Pierce: Within the federal government, and maybe everywhere, there's a phenomena of covering your rear. If you simply look at the number of women who hold leadership positions at the NIH, I would say that it is far lower than in most academic institutions. I think we have a problem. The NIH responded to this problem with a number of bureaucratic fixes: gender equity initiatives, all sorts of things that you refer to as box checking. But within the government, seldom does anyone go back and verify that the actions they took lead to what they hoped to achieve. To solve a problem, you quantify the problem and you put in place a way to measure it. You want to be able to ask, “Did I change that metric?” And if five years down the road, nothing has changed, you have to try something different or try harder. But we don't see that at the NIH. We really don't. I don't think it's unique to the NIH, but it's easy to ignore the problem that women are not succeeding at the same rate as men. And when somebody, for example, Nancy Hopkins [Dr. Nancy Hopkins] at MIT [Massachusetts Institute of Technology], finally says, "Look. Women at MIT are not being given the resources that men are given." And she went around with her measuring stick and quantified the space that men had versus the space women had, she found a huge inequity. And she held MIT's feet to the fire to fix it. So in any situation of pledging to repair the inequity in resources and status for women in science, you must put things in place to make it happen and then quantify that it has happened.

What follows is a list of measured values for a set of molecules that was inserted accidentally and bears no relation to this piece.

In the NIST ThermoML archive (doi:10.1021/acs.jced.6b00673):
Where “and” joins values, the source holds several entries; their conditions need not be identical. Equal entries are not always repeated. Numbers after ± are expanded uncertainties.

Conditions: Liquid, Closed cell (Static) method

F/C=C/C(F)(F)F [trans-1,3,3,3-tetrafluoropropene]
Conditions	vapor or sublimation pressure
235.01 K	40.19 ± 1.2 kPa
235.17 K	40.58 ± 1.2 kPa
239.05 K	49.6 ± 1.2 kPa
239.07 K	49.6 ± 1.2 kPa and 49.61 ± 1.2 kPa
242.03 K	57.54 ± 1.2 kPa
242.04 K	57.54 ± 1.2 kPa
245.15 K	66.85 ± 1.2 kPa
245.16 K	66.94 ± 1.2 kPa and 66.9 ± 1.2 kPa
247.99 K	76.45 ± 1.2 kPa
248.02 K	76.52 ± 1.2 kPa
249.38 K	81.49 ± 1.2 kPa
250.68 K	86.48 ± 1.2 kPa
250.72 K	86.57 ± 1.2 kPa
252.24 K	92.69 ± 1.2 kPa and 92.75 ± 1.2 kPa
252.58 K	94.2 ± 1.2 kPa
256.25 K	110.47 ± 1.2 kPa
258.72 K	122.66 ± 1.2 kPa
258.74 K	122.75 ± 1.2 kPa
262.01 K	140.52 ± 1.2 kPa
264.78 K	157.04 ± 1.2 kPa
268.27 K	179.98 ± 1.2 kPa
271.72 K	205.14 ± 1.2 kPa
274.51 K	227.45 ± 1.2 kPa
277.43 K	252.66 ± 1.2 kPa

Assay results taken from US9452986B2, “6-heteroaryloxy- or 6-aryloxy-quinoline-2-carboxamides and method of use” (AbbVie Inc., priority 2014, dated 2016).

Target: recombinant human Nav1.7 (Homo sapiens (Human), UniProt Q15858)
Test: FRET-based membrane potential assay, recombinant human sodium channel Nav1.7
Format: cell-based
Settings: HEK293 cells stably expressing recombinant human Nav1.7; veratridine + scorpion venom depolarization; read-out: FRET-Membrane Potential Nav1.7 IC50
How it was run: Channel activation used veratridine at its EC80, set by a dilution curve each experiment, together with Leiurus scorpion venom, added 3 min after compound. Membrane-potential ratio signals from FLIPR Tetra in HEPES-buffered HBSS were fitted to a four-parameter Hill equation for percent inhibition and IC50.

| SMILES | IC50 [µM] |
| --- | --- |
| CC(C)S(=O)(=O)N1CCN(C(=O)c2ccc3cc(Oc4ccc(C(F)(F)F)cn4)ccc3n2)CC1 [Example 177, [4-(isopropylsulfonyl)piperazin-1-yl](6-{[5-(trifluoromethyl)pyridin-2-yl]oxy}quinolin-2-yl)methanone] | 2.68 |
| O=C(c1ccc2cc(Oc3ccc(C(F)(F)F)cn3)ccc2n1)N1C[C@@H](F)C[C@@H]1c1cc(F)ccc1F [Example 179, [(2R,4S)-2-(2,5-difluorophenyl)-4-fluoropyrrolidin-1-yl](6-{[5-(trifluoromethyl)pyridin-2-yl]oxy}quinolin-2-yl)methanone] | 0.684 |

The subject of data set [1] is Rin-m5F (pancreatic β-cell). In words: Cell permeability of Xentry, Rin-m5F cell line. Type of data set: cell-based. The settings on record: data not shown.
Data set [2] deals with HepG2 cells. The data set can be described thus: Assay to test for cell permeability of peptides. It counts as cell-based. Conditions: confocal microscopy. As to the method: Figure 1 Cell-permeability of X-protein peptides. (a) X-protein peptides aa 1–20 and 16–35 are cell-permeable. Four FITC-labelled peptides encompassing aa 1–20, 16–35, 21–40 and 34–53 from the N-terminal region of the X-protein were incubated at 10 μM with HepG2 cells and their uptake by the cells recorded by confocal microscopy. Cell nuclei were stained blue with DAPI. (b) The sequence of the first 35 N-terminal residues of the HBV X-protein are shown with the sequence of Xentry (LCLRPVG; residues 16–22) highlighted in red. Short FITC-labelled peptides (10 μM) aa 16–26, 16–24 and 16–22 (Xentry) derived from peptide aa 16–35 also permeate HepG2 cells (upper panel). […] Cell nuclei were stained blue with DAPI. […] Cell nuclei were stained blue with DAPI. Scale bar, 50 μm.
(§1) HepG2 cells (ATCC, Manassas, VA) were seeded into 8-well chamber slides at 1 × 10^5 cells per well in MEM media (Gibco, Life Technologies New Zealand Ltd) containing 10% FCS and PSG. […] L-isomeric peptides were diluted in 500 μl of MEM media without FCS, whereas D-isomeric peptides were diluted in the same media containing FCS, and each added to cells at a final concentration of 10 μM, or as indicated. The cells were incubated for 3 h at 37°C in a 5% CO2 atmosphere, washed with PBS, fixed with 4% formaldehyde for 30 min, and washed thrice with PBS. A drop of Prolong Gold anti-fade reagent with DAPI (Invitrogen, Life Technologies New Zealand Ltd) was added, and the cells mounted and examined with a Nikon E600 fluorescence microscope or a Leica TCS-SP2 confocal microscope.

Harden: I'm sure you've had job offers and enticements to leave NIAID for academic posts, and you have turned them down. This question circles back to your earlier comments, but would you tell me why, with all the constraints of ethics rules and bureaucratic red tape, you have decided to stay at it NIAID? What makes it such an attractive place for your research?
Pierce: I think I did comment on this earlier when I was comparing academic institutions to the NIH. If you don't care about building something across the institute but instead only focus on getting your own work done, having the resources to do it, and having outstanding colleagues to interact with, I don't think there's a better place.
Harden: Those are all the questions I have. Is there any other topic you want to get on the record before we stop?
Pierce: I had a short list and we've covered everything that I have. So I would say I think it's been a good, thorough interview.
Harden: Well, I thank you very much for a wonderful oral history.